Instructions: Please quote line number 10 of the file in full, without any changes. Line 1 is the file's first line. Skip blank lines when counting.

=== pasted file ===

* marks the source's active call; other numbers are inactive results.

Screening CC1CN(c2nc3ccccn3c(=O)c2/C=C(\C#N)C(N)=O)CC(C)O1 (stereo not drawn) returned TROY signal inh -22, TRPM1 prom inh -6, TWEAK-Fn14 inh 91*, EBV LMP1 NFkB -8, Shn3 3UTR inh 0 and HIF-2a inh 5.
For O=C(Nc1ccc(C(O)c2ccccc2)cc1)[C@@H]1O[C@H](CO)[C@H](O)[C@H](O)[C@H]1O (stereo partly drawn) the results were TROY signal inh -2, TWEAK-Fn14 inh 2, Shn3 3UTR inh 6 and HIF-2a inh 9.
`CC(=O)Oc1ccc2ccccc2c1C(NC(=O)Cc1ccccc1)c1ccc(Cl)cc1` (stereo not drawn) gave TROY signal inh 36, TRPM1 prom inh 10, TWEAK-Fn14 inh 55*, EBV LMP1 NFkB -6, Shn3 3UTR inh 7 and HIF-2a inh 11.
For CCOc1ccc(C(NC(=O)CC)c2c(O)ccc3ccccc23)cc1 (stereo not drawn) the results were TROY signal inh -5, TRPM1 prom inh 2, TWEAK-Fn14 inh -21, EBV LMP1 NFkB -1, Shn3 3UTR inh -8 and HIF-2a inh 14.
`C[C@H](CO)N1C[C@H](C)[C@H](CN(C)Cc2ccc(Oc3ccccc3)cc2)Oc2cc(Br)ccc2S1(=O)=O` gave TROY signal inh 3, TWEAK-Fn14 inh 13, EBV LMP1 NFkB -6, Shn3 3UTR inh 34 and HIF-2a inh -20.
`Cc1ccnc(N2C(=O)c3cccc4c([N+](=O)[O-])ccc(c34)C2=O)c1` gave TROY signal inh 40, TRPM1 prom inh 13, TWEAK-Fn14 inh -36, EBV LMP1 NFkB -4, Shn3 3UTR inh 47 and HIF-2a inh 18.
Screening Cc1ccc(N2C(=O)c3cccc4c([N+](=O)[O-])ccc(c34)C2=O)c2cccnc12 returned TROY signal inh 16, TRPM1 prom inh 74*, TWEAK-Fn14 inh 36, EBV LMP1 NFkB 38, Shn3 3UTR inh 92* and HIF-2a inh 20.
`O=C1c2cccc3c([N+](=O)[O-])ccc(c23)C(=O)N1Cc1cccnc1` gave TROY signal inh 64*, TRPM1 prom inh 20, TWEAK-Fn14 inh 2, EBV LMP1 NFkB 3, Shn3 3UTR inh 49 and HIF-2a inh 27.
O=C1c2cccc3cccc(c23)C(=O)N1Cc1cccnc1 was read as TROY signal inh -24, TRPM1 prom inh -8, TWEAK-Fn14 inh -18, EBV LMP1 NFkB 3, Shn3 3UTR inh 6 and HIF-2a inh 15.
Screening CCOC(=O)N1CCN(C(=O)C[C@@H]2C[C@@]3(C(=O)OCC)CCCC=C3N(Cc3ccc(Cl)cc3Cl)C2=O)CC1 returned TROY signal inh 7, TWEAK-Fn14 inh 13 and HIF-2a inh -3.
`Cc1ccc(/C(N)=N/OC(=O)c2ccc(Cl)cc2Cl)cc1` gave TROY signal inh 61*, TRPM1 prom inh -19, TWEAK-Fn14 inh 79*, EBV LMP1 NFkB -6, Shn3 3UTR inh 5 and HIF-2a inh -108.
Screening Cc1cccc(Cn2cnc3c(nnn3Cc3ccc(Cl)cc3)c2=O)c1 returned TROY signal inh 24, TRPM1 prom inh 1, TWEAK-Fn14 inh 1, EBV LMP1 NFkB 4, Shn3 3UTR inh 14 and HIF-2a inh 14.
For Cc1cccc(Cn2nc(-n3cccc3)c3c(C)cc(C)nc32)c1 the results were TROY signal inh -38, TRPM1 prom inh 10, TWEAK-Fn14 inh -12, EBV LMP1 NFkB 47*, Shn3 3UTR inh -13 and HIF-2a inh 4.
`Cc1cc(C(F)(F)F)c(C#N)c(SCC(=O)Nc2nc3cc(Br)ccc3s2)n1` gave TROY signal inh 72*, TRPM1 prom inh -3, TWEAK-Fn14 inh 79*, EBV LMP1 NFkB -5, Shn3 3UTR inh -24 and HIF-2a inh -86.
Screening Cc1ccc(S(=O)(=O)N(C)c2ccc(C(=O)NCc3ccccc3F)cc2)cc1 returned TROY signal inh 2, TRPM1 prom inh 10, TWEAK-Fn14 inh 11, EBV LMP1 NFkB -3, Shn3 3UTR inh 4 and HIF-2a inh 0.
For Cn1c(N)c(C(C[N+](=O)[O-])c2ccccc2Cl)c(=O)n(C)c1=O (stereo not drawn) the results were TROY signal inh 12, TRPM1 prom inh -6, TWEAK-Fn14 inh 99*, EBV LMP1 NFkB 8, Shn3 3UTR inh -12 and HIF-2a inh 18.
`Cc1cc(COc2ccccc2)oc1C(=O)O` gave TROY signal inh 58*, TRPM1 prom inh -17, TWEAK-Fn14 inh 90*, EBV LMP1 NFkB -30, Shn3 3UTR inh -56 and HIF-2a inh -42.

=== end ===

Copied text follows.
O=C1c2cccc3cccc(c23)C(=O)N1Cc1cccnc1 was read as TROY signal inh -24, TRPM1 prom inh -8, TWEAK-Fn14 inh -18, EBV LMP1 NFkB 3, Shn3 3UTR inh 6 and HIF-2a inh 15.